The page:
How A Bloody Night of Bullets and Brutality Quashed A Young Protest Movement in Nigeria
Story Code : 898767
The person on the other end of the line -- a stranger -- broke the news that Ibanga's brother, Victor, had been shot dead at the Lekki toll gate, in Lagos, Nigeria, where he had been peacefully protesting against police brutality earlier that night.
"The person told me that the police took his body away," Ibanga, 24, told CNN.
An eyewitness to Victor Sunday Ibanga's death told CNN the 27-year-old entrepreneur was shot in the head during the protest.
The Ibangas are one of several families yet to locate the bodies of their missing loved ones -- protestors at the toll gate -- who dozens of eyewitnesses say were shot at, first by members of the Nigerian army and then hours later by police. Eyewitnesses told CNN they saw the army remove a number of bodies from the scene.
What happened on October 20, and into the early hours of October 21, at the eight-lane Lekki toll gate -- a key piece of Lagos' road network -- has stunned the country.
The protesters who were present have told CNN it was a "massacre" with multiple people killed and dozens wounded. But local authorities have downplayed that account.
Lagos State Governor Babajide Sanwo-Olu, admitted to CNN that footage showed uniformed soldiers firing on peaceful protesters but claimed only two demonstrators were killed. But, he then said there was "not a scratch of blood" at the toll gate when he visited. The governor said no families had approached authorities saying they were missing relatives.
In the immediate aftermath of the shooting, the army denied any involvement, describing reports of the incident as "fake news," before backtracking and saying that soldiers were present but fired their weapons in the air and used blanks, not live rounds.
The army said at the hearing that it was the governor who called soldiers to the scene because the police were overrun. The governor has denied this, saying he does not have the authority to call in the army. The army has continued to restate that they did not fire live rounds.
But an investigation by CNN into the disputed events has cast doubt on authorities' shifting and changing statements.
Evidence of bullet casings from the scene match those used by the Nigerian army when shooting live rounds, according to current and former Nigerian military officials. Verified video footage -- using timestamps and data from the video files -- shows soldiers who appear to be shooting in the direction of protesters. And accounts from eyewitnesses establish that after the army withdrew, a second round of shooting happened later in the evening.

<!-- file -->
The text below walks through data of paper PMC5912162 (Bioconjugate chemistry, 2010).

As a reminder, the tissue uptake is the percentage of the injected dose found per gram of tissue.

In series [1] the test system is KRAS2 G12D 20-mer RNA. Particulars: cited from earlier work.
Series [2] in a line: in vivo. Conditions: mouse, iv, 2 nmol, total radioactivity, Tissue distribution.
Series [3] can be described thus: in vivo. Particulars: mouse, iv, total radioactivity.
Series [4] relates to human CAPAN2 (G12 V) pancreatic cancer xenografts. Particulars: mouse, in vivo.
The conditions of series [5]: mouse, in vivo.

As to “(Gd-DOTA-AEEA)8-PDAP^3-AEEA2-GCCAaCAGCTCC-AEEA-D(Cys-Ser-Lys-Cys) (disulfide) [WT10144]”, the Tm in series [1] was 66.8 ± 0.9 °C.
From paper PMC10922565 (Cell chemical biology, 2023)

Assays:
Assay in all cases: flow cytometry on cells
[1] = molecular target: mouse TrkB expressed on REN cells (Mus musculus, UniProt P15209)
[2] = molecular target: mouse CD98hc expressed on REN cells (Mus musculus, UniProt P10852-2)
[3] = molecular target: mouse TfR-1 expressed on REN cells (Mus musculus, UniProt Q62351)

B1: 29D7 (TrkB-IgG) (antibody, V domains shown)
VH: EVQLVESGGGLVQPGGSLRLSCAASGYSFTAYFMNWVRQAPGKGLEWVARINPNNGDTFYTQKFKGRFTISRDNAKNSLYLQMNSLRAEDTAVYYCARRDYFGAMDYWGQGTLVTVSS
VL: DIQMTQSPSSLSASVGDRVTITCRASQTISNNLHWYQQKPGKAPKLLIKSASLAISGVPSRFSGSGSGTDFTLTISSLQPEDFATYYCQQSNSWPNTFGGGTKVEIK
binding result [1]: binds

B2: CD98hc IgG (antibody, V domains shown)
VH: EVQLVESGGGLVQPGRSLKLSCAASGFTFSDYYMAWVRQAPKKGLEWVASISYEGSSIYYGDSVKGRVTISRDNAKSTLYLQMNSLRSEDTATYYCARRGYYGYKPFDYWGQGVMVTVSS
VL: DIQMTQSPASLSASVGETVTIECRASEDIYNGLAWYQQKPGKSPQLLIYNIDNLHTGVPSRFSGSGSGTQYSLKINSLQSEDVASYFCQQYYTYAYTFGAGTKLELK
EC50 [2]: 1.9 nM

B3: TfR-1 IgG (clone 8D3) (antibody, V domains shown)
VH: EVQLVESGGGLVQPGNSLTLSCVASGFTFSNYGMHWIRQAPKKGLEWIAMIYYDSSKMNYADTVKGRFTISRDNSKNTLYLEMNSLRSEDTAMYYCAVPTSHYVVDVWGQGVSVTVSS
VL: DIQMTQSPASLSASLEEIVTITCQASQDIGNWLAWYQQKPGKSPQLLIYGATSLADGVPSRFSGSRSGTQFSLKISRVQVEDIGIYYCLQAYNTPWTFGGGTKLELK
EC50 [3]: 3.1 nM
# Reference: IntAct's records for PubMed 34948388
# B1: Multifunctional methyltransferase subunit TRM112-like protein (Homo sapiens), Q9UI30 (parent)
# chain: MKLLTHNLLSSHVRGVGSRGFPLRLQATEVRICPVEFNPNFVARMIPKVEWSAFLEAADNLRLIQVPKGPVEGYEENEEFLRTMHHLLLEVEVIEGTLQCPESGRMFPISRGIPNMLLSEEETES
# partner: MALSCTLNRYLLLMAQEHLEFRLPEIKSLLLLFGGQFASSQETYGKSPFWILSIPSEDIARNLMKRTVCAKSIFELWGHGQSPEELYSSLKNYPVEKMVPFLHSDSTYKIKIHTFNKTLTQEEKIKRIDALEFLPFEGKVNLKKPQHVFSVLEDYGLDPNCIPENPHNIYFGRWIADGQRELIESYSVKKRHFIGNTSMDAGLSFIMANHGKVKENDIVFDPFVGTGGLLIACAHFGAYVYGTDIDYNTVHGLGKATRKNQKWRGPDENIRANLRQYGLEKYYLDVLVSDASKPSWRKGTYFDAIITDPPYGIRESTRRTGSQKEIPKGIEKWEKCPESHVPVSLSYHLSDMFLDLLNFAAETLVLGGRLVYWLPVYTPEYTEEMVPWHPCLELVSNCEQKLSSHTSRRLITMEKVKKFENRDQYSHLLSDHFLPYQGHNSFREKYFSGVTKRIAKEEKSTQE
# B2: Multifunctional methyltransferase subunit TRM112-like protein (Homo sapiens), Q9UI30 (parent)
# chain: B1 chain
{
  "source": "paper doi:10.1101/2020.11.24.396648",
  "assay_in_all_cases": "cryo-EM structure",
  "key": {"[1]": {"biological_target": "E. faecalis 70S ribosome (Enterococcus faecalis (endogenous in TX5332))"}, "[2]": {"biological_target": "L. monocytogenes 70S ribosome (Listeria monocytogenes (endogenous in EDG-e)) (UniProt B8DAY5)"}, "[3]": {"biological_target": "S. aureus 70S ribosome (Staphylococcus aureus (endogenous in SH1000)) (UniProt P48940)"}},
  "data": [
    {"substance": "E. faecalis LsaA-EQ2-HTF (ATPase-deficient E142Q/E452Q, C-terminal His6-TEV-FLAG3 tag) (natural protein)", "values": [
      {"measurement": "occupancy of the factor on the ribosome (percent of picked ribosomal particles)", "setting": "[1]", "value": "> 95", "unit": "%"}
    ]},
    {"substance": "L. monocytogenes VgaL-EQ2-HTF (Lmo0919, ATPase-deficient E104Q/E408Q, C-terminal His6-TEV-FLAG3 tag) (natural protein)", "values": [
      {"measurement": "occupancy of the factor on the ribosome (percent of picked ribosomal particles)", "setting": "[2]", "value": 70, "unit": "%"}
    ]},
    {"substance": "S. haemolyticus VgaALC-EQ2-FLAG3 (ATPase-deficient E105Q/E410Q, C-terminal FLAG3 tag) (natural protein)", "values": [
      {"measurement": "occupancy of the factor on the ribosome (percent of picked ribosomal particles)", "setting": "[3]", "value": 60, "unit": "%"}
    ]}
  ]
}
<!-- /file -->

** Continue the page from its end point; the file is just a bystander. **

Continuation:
Bodies of other protesters are nowhere to be found.
Peace Okon, 24, hasn't seen her younger brother Wisdom, 18, since he went to the protest the night of the shooting.
The shootings at Lekki toll gate followed weeks of "#EndSARS" protests against police brutality that had burst onto the streets of cities across Nigeria.
For almost a fortnight, thousands of young Nigerians mostly under 30 -- a demographic that makes up 40% of the country's population -- protested, with calls for an end to the Special Anti-Robbery Squad, a police unit widely and repeatedly accused of kidnapping, harassment and extortion.
There were peaceful marches, candlelight vigils, multi-faith prayer sessions and DJ performances that attracted backing and solidarity from celebrities, the Nigerian diaspora and supporters around the world. The movement quickly widened beyond police brutality to other grievances -- capturing the frustrations of a young population demanding an end to bad governance in the oil-rich country.
Testimony from dozens of eyewitnesses and family members interviewed by CNN and a forensic examination of hours of video and dozens of photographs captured before, during and after the two shooting incidents show how a fledgling protest movement was all but extinguished by the very thing Nigerians were demonstrating against.
Two eyewitnesses told CNN they saw soldiers arriving in a Toyota Hilux pickup truck with "OP Awatse" written on it -- the name of a joint military task force that operates in Lagos State.
Videos examined by CNN show the army trucks approaching the protesters from both sides of the toll gate -- barricading them in.
DJ Switch, a local musician whose real name is Obianuju Catherine Udeh, was streaming live on Instagram when it all happened and the shooting began.
The shooting started almost immediately, with no warning given. Panic ensued as protesters attempted to flee.
From multiple videos, CNN has pieced together a timeline that shows that shooting by the army lasted from 6:43 pm until at least 8:24 pm, according to video evidence.
The videos capturing some of those 101 minutes tell a story of terror and chaos. They show graphic injuries and people bleeding on the ground.
In several of the videos, some of the protesters can be seen carrying bodies, the flashlights on their phones the only thing illuminating the darkness as the sound of ambulance sirens wail in the background. It is not known whether these were dead or injured protesters.
In another, there are several injured people, some on the ground bleeding while defiant protesters continued to wave Nigerian flags.